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Hungary and Poland were backed by Slovenian political ally Janez Jansa Wednesday in opposing plans to tie EU funds to rule of law criteria, even as Orban hinted at a possible compromise.

Hungary and Poland blocked approval on Monday of the EU's long-term budget and coronavirus rescue -- a 1.8-trillion-euro package -- and plunged the bloc into a political crisis.

While Slovenia did not join the two countries on Monday in vetoing the plans, its prime minister weighed into the row on Wednesday.

"Some political groups... are openly threatening to use the instrument wrongly called 'rule of law' in order to discipline individual EU member states through a majority vote," Jansa said in a letter to EU Council President Charles Michel published in local media.

- Migration 'blackmail' -

Jansa is a close ally of Orban and has mimicked the Hungarian's hardline rhetoric on migration.

Orban said in a statement ahead of an EU leaders' summit on Thursday that Hungary, alongside Poland, had vetoed the EU's budget because it saw the rule of law conditions as tantamount to "blackmailing" countries that oppose migration.

The nationalist premier has frequently clashed with Brussels in recent years over his tough anti-migration stance and his statement on Wednesday sought to link the two issues.

"In Brussels today, they only view countries which let migrants in as those governed by the rule of law," Orban said.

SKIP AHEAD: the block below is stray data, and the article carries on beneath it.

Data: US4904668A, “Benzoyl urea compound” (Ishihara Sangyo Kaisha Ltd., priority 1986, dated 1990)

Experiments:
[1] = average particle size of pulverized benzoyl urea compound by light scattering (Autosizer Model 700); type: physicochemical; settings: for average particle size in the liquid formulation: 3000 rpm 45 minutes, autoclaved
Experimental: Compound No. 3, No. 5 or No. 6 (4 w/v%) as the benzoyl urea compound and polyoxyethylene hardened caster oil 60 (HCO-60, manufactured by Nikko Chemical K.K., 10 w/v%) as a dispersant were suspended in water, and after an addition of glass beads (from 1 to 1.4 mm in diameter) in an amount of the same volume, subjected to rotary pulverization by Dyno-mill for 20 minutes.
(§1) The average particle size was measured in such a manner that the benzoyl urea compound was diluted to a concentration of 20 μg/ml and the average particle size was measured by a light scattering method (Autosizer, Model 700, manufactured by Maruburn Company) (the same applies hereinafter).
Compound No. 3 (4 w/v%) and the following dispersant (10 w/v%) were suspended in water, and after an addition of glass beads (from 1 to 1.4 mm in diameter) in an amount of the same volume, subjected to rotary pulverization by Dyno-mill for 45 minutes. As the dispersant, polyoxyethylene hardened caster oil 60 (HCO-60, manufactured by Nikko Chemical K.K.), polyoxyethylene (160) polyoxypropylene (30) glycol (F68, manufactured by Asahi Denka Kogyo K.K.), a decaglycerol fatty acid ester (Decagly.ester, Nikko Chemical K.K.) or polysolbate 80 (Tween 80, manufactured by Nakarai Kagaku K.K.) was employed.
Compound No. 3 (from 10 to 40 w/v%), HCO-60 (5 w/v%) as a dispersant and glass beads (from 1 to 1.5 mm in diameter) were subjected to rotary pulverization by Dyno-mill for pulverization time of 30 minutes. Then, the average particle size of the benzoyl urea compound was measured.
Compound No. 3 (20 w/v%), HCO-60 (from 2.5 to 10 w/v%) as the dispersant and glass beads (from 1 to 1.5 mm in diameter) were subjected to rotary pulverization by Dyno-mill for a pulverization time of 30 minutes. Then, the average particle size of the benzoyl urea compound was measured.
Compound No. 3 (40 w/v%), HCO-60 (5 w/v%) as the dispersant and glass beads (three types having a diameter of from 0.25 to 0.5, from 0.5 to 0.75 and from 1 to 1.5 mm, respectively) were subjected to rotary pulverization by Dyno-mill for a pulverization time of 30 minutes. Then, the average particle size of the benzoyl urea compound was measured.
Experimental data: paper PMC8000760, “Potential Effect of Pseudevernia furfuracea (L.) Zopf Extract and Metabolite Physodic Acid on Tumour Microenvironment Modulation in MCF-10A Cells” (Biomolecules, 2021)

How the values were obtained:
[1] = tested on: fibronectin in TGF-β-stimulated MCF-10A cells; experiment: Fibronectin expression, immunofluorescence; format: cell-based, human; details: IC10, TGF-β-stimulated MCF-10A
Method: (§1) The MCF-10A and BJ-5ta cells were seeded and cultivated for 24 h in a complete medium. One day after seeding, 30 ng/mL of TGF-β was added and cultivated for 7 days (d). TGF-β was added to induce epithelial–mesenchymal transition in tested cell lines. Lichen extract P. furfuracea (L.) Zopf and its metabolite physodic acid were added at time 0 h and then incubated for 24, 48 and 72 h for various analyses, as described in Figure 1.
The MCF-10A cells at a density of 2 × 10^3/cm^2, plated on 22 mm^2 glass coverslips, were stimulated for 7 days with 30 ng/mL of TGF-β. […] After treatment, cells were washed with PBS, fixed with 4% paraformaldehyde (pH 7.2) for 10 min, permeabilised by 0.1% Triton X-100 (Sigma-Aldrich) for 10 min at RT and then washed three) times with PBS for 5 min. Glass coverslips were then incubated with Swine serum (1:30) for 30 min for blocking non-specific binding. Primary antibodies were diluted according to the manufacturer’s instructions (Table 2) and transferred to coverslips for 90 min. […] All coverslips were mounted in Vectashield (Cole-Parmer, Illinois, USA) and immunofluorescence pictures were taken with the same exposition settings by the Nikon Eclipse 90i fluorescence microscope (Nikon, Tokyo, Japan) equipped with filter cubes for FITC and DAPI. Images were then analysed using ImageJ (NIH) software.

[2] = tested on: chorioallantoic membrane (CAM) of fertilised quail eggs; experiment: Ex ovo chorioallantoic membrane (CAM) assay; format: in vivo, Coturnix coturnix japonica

"Once this proposal gets adopted, there will be no more obstacles to tying member states' share of common funds to supporting migration and (to the) use of financial means to blackmail countries which oppose migration," he said.

"In the migration-related debates of recent years, rule of law has transitioned into a political and ideological weapon from a legal point of reference," said Orban.

"In our view, tying economic and financial questions to political debates would be a grave mistake, one that would undermine Europe's unity," he added.

Orban has been implacably opposed to schemes floated in the wake of the 2015-16 migrant crisis to resettle refugees arriving in other parts of the continent, notably southern member states such as Italy and Greece.

- Compromise? -

EU leaders thought they had resolved disputes over the seven-year EU budget and associated stimulus plan at a marathon four-day-and-night summit in July.

They have since also resolved differences with the European Parliament over spending priorities, and the trillion-euro budget and 750-billion-euro stimulus package is ready for approval.

The vetoes triggered outrage in Brussels, with senior European diplomats saying there was no question of the other countries agreeing to loosen the rule of law condition.

Hungary and Poland's partners in the "Visegrad 4" alliance of Central European countries - Czech Republic and Slovakia - have also criticised the vetoes.

"The situation shows that we do not always have to be in agreement with our partners from the Visegrad Group," said Czech Foreign Minister Tomas Petricek on Wednesday.

Slovakian government official Martin Klus urged "all member states to support the deal or please do not block it" at an EU video conference Tuesday.

A Visegrad Group video summit will take place Thursday before the EU leaders summit, said a Polish government statement.

Romanian Prime Minister Ludovic Orban also said in a statement that rule of law is "an important protection to ensure taxpayer's money is spent in a just and effective manner".

"It is aligned to Romania's values and is a principle all European leaders should respect," he said.

Hinting at a possible compromise offer Orban said Wednesday that a deal should contain a clear definition of rule of law and a mechanism for countries to appeal sanctions.

"Without objective criteria and possibility of legal remedy, no procedure that aims to penalise member states should be based on it," he said.

This story has been published from a wire agency feed without modifications to the text.

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